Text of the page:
According to researchers, the best part is that this may come from biological or psychological changes rather than our individual circumstances, meaning that most of us should feel remarkably happy if we make it to 80.
We all know youâ€™re meant to get less sleep as you get older. Heck, Stephen King once wove an entire novel out of old-age insomnia (creatively titled Insomnia). However, science suggests that we may be getting this cliche completely wrong. According to a 2012 study, people in their eighties may be getting much better sleep than the rest of us.
Published in the journal Sleep, the study involved researchers conducting telephone interviews with 150,000 people on their quality of sleep. Unexpectedly, they found that those in their eighties had fewer complaints about sleep disturbances or daytime fatigue than any other group.
There are several theories to explain this. One is that older people generally donâ€™t have to worry about a job, which may be why other studies say we sleep better after we retire. Another theory is that the older generation is less exposed to technology like tablets that keeps us awake at night. Whatever the reason, thereâ€™s no doubting the health benefits. In their report on the study, ABC quoted a sleep specialist who said that those in their eighties who sleep well may be healthier than sleepless people who are decades younger.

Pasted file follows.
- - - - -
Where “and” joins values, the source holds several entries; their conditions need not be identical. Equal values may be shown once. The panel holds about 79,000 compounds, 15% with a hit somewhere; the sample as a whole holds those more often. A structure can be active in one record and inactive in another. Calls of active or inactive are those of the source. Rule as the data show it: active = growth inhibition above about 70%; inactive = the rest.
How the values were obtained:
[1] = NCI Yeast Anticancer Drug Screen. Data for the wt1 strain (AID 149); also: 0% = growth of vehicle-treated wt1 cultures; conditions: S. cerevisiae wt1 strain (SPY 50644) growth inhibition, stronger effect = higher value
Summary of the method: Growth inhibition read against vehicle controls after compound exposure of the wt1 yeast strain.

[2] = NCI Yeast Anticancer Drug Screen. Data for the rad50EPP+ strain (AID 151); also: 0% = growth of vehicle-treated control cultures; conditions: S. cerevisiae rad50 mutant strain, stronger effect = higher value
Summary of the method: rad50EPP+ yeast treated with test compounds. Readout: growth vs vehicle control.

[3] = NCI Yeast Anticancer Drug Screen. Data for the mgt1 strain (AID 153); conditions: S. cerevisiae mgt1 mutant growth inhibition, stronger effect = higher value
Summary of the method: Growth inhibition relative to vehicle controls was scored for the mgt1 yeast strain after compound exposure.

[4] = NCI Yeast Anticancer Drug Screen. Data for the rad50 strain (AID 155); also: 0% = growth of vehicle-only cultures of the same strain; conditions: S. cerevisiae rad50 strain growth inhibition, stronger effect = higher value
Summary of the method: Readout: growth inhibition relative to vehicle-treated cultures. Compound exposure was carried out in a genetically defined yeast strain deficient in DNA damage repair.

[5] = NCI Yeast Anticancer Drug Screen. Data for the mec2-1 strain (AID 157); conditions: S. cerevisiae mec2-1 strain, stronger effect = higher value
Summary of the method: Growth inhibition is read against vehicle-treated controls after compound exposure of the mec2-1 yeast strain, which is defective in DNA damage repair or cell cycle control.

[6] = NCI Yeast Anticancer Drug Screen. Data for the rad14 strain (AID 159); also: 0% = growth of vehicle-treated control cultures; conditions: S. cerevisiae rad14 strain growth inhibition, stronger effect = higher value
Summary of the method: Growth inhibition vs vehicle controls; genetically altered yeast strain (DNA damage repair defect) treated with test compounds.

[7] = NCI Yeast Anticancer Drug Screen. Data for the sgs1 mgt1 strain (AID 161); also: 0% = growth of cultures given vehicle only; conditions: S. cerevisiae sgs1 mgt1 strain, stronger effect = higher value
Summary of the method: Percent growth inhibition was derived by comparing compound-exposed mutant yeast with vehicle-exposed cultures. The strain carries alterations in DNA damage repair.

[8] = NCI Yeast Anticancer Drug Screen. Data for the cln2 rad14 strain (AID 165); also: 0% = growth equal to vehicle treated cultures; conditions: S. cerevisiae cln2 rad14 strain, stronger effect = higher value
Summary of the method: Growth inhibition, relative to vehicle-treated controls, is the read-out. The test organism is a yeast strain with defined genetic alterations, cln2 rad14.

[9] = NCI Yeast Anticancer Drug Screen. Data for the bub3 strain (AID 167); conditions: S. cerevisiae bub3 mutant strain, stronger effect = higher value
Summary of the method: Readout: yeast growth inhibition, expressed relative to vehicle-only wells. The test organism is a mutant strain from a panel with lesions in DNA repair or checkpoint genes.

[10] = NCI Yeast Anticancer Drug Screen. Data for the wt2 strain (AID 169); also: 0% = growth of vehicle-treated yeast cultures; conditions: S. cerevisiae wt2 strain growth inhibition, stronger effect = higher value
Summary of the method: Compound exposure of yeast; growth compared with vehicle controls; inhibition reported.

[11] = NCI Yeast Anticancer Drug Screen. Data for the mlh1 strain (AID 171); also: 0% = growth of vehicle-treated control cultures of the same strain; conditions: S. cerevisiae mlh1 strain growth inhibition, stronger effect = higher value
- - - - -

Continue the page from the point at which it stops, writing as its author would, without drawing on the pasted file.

Remember how we said earlier that sex drive drops with old age? Turns out not everyoneâ€™s desires are brought to heel so easily. Plenty of us still engage in frantic sexual activity well into our old age. Even better, multiple studies have shown that sex in the last decades of your life is absolutely mind-blowing.
A recent survey of people over 60 found that sex is apparently like a fine wine, improving as we age. These arenâ€™t just little improvements, either. Nearly 75 percent of men and 70 percent of women reported that their sex lives after 60 were better than they had been in their forties.
Even more impressively, a separate study found that women in their eighties were likely to experience incredible orgasms. Of all the women surveyed, half still had orgasms either “always” or “most of the time” during sex. Those over 80 also reported a high degree of “orgasm satisfaction.”
Itâ€™s believed that all this great sex is the result of people throwing off their inhibitions. By the time we hit 80, we should know exactly what we want in the bedroom and have the confidence to ensure we get it. Far from going quietly into that good night, we want to go out with the loudest, most primal sex scream we can possibly muster.